As panic levels surrounding the coronavirus increase it would be remiss of me to not make mention of the potential impact it may have to our economy and property. Preppers are clearing supermarket shelves – in the UK it’s long life food supplies and water supplies. In the US they can’t get enough antiseptic wipes, soap and hand sanitiser. In Australia it’s apparently toilet paper…
So property-wise how is this likely to affect us? In our commentary two weeks ago I suggested in the second half of the year the property market will be geared closely to what is happening in the economy. The heightening concerns excaberate the likelihood of a weaker economy and therefore a potentially weaker property market.
In my opinion our economy will be impacted not so much by virus activity onshore, but more likely by how China responds to the threat. Today, China is Australia’s largest trading partner in terms of both imports and exports. Australia is China’s sixth largest trading partner; it is China’s fifth biggest supplier of imports and its tenth biggest customer for exports. Twenty-five per cent of Australia’s manufactured imports come from China; 13% of our exports are thermal coal to China. When China sneezes, Australia catches a cold, so economically we must expect a prolonged negative impact, although it may take some time before this is recognised locally.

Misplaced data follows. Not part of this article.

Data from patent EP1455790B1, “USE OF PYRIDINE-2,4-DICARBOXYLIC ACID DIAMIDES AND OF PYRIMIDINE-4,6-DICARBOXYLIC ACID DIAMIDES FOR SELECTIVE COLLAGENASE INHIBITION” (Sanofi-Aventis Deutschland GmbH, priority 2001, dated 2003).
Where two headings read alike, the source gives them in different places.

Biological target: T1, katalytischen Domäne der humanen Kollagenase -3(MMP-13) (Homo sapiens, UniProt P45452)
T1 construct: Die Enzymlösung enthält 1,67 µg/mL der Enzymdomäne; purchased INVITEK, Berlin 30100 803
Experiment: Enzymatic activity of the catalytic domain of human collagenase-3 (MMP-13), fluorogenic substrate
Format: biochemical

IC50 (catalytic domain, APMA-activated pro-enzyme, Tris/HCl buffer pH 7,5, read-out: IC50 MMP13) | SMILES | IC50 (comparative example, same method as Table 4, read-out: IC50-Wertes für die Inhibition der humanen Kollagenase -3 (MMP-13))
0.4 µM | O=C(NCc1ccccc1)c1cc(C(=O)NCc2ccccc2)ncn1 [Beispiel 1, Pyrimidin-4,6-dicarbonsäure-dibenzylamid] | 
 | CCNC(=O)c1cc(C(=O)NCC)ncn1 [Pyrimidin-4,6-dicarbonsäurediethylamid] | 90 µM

The sharemarket has taken a battering in the past week, with RBA basically obligated to cut rates to a new record low of 0.5% on Tuesday. Some commentators are questioning the efficacy of a monetary response and it leaves the RBA with little room to move in the future should more economic stimulus be required.
That said, people still need a place to live and lack of stock on the market is continuing to drive prices higher in the current market – many of the sales we’re seeing are higher than 2017 prices now. Growth-wise property is still currently an outperforming sector and we’re not seeing any immediate negative impact from virus concerns.